“In a normal year, you pretty much know how the field is going to stack up, you know what the margins are going to look like because you’ve seen everyone once or maybe twice,” said Sanchez.

“This was our only time racing up against Wisconsin. We had some sense, but we wanted to throw it all out there because we didn’t have any idea what Wisconsin would look like.”

Just to have the chance to row again in competition was significant to Sanchez and her teammates, especially her classmates who were able to end on a high note. They had been a part of a rise of the Tigers
program to national champions.

“It is really special to get on the start line with that P on your chest and with the girls that you’ve been training with all year and get ready to race,” said Sanchez.

“It was really great to be able to have a season. It was really special for the senior class because most of us were there. We didn’t have too many gap years. To be able to finish it out together was huge.”

Sanchez isn’t done with rowing yet. A politics major, after graduating from Princeton she is going to use her fifth year of NCAA eligibility up Route 1 at Rutgers with the Scarlet Knight rowing program, where she will pursue a certificate in public policy. And aside from some new teammates, she sees some similarities.

“It’s nice that I’ll be near some friends at Princeton still,” said Sanchez. “The team seems great. They did quite well at nationals so I’m excited to keep the momentum again.”

In addition, Sanchez is excited about continuing to serve the Special Olympics community. She is looking to bring the same program that became such a big part of her life to Rutgers now. As a freshman, she was introduced to the Special Olympics rowing program that was run by Princeton rowers.

“My little brother is autistic,” said Sanchez. “He did programs like Special Olympics growing up, but there was nothing specifically Special Olympics branded near me. I never really got involved because that was his space. Then coming to Princeton, a senior on the team was running the program and promoted it among to freshmen and I wanted to get involved immediately. I missed my brother at home. And I felt quite guilty going to Princeton and having all the resources I did.”

Sanchez found altruistic value in the program as she enjoyed helping a community that had no such option otherwise.

“The program was a great way for me to feel more at home but also to feel like I was doing something more important than going for national titles, which are great and fun and obviously mean a lot, but the program itself makes a sport that is historically really inaccessible open to other communities,” said Sanchez.

“It’s a great way for the student-athletes at Princeton to give back and share in the skills they’ve been able to foster at Princeton. I got involved with it and have been really involved. We continue to run Zoom circuit sessions every weekend here. It was great to see the athletes every week.”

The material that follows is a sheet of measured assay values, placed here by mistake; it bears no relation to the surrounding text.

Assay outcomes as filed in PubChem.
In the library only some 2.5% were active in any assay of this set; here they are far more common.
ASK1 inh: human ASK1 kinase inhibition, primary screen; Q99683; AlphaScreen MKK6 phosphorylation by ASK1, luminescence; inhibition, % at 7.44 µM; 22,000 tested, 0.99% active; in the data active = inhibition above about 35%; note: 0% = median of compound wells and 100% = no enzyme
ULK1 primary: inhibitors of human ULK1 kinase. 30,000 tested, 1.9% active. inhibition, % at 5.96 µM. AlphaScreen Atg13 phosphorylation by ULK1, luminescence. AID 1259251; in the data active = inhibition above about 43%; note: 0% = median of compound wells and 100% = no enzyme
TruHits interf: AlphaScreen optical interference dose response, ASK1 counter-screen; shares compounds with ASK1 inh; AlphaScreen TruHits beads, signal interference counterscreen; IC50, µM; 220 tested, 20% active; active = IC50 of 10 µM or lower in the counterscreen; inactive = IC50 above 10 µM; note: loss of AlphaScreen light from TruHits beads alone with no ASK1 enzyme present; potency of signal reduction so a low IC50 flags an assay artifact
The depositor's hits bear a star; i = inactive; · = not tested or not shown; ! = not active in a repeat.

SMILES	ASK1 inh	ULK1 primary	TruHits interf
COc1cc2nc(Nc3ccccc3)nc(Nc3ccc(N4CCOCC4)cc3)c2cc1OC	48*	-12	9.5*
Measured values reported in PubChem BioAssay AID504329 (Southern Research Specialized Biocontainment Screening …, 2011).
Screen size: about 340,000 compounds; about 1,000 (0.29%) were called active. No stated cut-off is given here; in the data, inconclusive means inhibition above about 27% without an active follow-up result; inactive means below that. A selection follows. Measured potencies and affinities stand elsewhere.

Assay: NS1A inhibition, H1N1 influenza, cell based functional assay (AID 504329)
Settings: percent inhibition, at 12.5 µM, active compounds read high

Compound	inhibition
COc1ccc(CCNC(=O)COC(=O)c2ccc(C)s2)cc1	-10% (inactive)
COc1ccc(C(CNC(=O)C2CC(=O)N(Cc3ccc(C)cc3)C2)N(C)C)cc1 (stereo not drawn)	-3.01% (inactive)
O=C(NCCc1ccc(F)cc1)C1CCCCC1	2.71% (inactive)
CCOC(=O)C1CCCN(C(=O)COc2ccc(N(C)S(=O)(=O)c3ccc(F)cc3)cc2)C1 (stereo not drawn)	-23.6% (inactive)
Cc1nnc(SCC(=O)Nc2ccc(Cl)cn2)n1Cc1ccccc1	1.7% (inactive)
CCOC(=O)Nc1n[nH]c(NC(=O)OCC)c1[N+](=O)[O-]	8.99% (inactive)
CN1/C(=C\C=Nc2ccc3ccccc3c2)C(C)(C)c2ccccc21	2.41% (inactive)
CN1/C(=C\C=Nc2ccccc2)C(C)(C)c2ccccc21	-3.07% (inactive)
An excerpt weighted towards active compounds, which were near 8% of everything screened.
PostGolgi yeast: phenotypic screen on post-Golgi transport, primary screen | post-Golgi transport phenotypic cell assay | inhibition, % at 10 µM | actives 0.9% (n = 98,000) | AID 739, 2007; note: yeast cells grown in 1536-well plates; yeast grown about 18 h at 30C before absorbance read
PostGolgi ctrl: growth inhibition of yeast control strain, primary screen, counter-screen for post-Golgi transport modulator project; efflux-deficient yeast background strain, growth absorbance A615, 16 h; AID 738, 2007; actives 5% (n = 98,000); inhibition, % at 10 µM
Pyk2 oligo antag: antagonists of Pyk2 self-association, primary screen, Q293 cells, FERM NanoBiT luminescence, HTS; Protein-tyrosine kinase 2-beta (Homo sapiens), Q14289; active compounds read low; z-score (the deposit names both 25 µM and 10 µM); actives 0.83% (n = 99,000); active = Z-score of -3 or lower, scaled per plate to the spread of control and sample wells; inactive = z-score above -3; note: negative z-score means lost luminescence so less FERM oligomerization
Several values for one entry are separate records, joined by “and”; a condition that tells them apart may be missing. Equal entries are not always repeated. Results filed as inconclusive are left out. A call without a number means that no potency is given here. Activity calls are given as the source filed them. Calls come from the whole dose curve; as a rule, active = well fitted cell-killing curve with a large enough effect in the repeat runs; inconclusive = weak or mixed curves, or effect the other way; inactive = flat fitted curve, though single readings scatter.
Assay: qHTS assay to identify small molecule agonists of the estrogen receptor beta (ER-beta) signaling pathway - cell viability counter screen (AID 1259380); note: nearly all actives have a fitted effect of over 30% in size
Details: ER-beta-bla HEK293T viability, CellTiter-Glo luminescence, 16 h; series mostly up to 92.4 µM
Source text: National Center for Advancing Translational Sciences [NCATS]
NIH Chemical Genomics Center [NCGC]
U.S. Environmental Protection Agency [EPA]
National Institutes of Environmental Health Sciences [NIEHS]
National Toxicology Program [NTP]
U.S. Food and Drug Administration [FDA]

Quickly making it an important part of her life, Sanchez took a leadership role after serving her first year, and saw the program grow.

“I ran the program for three years,” said Sanchez. “It meant a lot. It’s great to see the athletes progress. The program at least doubled in size since my freshman year. So being able to bring more and more people in – both volunteers and athletes in the community – and it’s gotten to do more and more. My junior year, we were about to get them to their first race but it got canceled due to weather. I’m confident the new heads of the program will continue to push and continue to grow it.”

Bringing it to Rutgers will add opportunities for more to try rowing. Sanchez hasn’t heard of any other Special Olympic programs that support rowing. It’s a big venture, but not the only significant change she’ll be adapting to at Rutgers. Sanchez will be making a big jump. Rutgers does not have a lightweight program, and she will be in the mix with the rest of their roster for spots in an open boat.

“I am 5’5” so I will see how that pans out,” said Sanchez. “There’s a reason I rowed lightweight. But I think fast is fast. Our top lightweight boat could compete with our open weight boat. We do every Wednesday. We race our open weight team back on Carnegie. It’ll be about trying to blend my stroke and continue to get faster.”

Undaunted by challenges, Sanchez has been through a series of other hurdles at Princeton and views her year at Rutgers as another opportunity.

“It’s exciting being in the open weight category, not only because I don’t have to weigh in and that takes a huge stress of rowing, but it’s also new competition,” said Sanchez.

“The lightweight rowing field is quite small. It’s great. It’s highly competitive, but we race the same six or seven teams three times a season every year. It’ll be fun to get to race new teams and to see what that kind of speed is like.”